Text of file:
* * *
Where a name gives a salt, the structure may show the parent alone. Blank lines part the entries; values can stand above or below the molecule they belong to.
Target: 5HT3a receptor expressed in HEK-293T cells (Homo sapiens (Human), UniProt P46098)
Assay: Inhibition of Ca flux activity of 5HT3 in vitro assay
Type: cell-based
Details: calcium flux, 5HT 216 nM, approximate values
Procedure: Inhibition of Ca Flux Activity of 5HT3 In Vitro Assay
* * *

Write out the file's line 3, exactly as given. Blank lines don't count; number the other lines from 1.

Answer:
Assay: Inhibition of Ca flux activity of 5HT3 in vitro assay